Driver distraction is a contributing factor in a quarter of crashes and near crashes on Australian roads. Using a mobile phone while driving is highly distracting, and it's thought to increase your risk of a crash four times over — it’s no coincidence that a texting driver looks away from the road about four times more than a non-texting driver. Not to mention it’s illegal. But, we still do it — about one-third of drivers admit to texting and driving, and around two-thirds of those drivers were under 25.
While this guilty bit of lawbreaking seems innocent enough to some, scanning a text or tapping one out while driving is the equivalent to shutting your eyes for two to three seconds at a time, sometimes more. If you shut your eyes for just two seconds at 110km/h, you would have been flying blind for 60 metres.
Porsche teamed up with EX-F1 pilot and current Porsche works driver Mark Webber to find out what happens when you text while trying to navigate a racetrack.
So, if it’s not possible to read texts or reply and send them while driving, what are the alternatives? The obvious, safest option is still to pull over and stop the car to answer calls or return messages, or better still, wait until the journey has been completed. Of course, this is a luxury some of us on long hauls or rushing about town feel we cannot afford, and the temptation to answer and sneak in a quick text is but a finger away.
There are new technologies coming on to the market that can help, such as text-blocking devices, which could be released in Australia by the end of the year. For example, the Groove Jammer is an initiative gaining the support of the major telco’s, which connects the car to the Internet via a dongle in the ECU port (for vehicles built in the past 20 years). It then blocks incoming notifications, texts, and even calls on their mobile phones while the car is in operation, while allowing connected options such as GPS to still be operational. It could also have the added bonus of assisting with insurance premiums, as mobile phone distraction is high on insurance companies’ radar as a cause of bingles. But ultimately, it is still a self-regulating device. It isn’t too hard for us, or our children, to simply reach under the dash and pull the dongle out.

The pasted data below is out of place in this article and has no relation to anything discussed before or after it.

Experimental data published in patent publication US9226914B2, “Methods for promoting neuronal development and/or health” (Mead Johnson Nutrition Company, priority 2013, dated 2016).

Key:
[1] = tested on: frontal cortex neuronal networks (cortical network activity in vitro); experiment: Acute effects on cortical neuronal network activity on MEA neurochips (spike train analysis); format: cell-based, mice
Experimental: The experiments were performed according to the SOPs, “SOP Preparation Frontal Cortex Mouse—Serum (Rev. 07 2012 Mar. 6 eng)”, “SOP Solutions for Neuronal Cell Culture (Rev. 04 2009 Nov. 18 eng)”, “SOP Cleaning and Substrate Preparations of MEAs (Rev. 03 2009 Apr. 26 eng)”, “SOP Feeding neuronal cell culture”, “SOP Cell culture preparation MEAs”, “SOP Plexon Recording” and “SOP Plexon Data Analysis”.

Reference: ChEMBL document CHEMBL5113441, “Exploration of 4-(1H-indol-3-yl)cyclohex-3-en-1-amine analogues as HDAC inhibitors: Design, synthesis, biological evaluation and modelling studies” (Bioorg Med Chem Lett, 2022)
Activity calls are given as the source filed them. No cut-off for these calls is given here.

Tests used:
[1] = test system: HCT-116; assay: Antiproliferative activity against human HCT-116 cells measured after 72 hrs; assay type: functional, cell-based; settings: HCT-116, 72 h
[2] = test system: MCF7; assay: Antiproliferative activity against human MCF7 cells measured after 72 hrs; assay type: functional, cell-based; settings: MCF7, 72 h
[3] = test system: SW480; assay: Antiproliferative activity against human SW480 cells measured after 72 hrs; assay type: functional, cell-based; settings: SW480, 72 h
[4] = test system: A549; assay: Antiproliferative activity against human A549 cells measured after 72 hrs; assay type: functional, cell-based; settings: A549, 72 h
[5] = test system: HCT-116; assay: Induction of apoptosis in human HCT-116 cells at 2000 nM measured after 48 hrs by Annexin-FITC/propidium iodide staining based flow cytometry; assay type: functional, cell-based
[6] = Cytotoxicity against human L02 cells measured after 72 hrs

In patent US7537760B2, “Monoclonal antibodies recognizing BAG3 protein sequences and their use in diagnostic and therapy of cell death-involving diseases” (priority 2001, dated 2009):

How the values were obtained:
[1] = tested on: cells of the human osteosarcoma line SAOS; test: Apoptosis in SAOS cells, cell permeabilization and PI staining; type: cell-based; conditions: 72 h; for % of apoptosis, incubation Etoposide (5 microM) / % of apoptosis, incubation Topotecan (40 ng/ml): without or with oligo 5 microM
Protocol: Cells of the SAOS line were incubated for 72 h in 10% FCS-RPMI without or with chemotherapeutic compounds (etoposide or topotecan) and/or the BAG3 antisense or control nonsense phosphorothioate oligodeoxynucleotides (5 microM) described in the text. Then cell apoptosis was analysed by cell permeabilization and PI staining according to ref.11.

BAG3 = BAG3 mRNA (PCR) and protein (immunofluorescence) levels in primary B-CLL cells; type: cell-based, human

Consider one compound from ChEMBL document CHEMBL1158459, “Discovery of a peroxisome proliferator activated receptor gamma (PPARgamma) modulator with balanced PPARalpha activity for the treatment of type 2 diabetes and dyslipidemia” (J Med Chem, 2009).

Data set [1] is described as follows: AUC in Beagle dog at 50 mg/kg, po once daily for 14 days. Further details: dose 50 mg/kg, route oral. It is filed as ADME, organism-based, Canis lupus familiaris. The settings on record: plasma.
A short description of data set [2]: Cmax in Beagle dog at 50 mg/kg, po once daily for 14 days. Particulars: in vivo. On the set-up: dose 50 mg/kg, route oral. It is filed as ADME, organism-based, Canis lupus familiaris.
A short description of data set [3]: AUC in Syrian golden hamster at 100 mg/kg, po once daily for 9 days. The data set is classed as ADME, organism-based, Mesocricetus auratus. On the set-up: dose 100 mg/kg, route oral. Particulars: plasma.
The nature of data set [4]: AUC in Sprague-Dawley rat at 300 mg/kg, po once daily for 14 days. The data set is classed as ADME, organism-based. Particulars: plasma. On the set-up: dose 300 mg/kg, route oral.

There are mobile apps that do the same job of blocking incoming messages and phone calls, and even reply to texts and mobile calls with a message saying you are on the road — another self-regulating exercise. The more refined driving apps assist the driver in staying connected with a form of text-to-speech, so messages are read aloud to the driver as they come in, and some give the option via voice command to respond back.
However, this is still a distraction from the road. Studies have proven that holding a conversation with a passenger in the car is still half as likely to cause the same distraction as a conversation over a mobile phone, predominantly because a passenger can assess driving situations and risks, and pause the chat as the driver focuses on the road ahead. While you can tell a person on the end of the line to pause the conversation, a machine or program may not (ever tried to interrupt Siri or S-Voice?).
In the past decade, we have seen the development and release of inbuilt internet in the cars themselves. These early offerings from Audi, Fiat/Chrysler and GM turn the car into a rolling wireless hotspot with the aim of connecting not just the phone, tablet or computer (for the passengers!), but to offer live traffic information, update the car software remotely, and other nifty initiatives. Text messages can be dictated as they come in, and sent the same way. But while it is ‘hands-free’ texting, it is still taking some modicum of focus away from the road.
Full circle on this topic of conversation is this: while technology can assist us to stay connected and stay focused while driving, it is still better to be as free of distraction as possible, and sometimes this means turning off the tech and keeping the hands free to hold the wheel… and nothing else.